MIT researchers found a Natural Biological Battery in the ear. Deep in the inner ear of mammals is a natural battery — a chamber filled with ions that produces an electrical potential to drive neural signals. In the journal Nature Biotechnology, a team of researchers from MIT, the Massachusetts Eye and Ear Infirmary (MEEI) and the Harvard-MIT Division of Health Sciences and Technology (HST) demonstrate for the first time that this battery could power implantable electronic devices without impairing hearing.

Biological-Battery Powered Medical Electronics Chip

A close-up of the new chip implanted, equipped with a radio transmitter, which is powered by a natural battery found deep in the mammalian ear.

Biomedical electronics devices could monitor biological activity in the ears of people with hearing or balance impairments, or responses to therapies. Eventually, they might even deliver therapies themselves.

In experiments, researchers implanted electrodes in the biological batteries in guinea pigs’ ears. Low-power electronic devices are attached to the electrodes, developed by MIT’s Microsystems Technology Laboratories (MTL). After the implantation, the guinea pigs responded normally to hearing tests, and the devices were able to wirelessly transmit data about the chemical conditions of the ear to an external receiver.

We have known for 60 years that this battery exists and that it’s really important for normal hearing, but nobody has attempted to use this battery to power useful electronics.

Mechanism of Ear’s Natural BioBattery

The ear converts a mechanical force — the vibration of the eardrum — into an electrochemical signal that can be processed by the brain; the biological battery is the source of that signal’s current. Located in the part of the ear called the cochlea, the battery chamber is divided by a membrane, some of whose cells are specialized to pump ions. An imbalance of potassium and sodium ions on opposite sides of the membrane, together with the particular arrangement of the pumps, creates an electrical voltage.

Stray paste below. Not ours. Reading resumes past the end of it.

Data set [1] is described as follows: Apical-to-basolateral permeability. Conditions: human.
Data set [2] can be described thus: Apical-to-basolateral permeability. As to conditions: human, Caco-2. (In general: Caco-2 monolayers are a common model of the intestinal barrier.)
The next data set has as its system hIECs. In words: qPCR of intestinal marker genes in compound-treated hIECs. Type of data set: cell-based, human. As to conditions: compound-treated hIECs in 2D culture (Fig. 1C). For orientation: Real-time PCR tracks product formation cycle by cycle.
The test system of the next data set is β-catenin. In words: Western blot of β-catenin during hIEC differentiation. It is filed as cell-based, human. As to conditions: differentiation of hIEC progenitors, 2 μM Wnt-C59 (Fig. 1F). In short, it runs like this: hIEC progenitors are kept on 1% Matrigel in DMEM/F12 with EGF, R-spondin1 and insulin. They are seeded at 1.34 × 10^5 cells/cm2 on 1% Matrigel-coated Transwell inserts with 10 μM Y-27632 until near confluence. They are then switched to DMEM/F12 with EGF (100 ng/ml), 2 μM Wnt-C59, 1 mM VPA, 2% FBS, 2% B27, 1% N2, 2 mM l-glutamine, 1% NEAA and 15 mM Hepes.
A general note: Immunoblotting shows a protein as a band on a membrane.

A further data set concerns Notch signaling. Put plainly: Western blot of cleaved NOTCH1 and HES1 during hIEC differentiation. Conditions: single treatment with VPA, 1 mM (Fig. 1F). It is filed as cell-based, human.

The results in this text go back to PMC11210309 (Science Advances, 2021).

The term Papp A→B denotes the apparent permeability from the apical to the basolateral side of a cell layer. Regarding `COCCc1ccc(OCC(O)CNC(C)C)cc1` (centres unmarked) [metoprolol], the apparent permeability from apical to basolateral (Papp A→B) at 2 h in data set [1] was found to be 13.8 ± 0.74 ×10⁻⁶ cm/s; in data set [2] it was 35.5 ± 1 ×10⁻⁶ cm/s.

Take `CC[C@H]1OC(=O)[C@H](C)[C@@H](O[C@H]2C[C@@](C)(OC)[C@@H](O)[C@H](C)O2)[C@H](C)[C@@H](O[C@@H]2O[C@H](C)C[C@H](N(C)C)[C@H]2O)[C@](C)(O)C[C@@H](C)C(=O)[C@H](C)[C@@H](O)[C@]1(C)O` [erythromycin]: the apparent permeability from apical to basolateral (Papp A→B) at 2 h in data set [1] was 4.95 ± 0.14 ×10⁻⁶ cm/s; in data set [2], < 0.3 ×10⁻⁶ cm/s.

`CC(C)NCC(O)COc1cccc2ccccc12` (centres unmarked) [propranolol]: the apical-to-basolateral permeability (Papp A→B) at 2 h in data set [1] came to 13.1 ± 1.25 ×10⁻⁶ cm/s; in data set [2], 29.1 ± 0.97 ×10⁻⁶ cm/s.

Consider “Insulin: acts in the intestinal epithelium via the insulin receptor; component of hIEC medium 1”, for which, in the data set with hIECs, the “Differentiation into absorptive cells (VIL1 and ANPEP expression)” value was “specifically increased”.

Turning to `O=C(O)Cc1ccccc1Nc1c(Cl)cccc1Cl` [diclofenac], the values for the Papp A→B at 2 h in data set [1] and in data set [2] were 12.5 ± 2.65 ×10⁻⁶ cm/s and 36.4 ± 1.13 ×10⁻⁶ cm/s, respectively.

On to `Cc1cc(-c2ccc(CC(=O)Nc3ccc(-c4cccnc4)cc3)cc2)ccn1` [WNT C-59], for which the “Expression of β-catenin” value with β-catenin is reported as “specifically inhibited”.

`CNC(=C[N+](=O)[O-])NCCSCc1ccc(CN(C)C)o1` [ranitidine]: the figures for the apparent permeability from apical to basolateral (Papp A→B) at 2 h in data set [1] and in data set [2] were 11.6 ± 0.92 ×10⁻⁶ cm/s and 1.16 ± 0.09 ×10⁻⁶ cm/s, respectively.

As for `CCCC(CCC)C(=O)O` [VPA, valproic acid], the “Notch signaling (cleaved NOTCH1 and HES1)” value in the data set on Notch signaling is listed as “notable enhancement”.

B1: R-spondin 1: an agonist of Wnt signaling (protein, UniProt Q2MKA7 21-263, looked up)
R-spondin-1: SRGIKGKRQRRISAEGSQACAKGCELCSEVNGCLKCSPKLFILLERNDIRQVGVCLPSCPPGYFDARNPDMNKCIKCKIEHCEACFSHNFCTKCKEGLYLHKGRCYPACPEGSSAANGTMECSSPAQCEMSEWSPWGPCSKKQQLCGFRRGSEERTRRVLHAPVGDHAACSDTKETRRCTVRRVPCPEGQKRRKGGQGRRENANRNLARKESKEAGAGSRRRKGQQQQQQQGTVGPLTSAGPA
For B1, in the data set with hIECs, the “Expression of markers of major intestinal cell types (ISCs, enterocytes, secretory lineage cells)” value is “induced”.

BioMedical-Electronics-Implant-Chip

The chip is small enough to fit in the cavity of the ear.

Although the voltage is the highest in the body (outside of individual cells, at least), it’s still very low. Moreover, in order not to disrupt hearing, a device powered by the biological battery can harvest only a small fraction of its power. Researchers equipped their chip with an ultralow-power radio transmitter: After all, an implantable medical monitor wouldn’t be much use if there were no way to retrieve its measurements.

But while the radio is much more efficient than those found in cellphones, it still couldn’t run directly on the biological battery. So the MTL chip also includes power-conversion circuitry — like that in the boxy converters at the ends of many electronic devices’ power cables — that gradually builds up charge in a capacitor. The voltage of the biological battery fluctuates, but it would take the control circuit somewhere between 40 seconds and four minutes to amass enough charge to power the radio. The frequency of the signal was thus itself an indication of the electrochemical properties of the inner ear. To reduce its power consumption, the control circuit had to be drastically simplified, but like the radio, it still required a higher voltage than the biological battery could provide. Once the control circuit was up and running, it could drive itself; the problem was getting it up and running.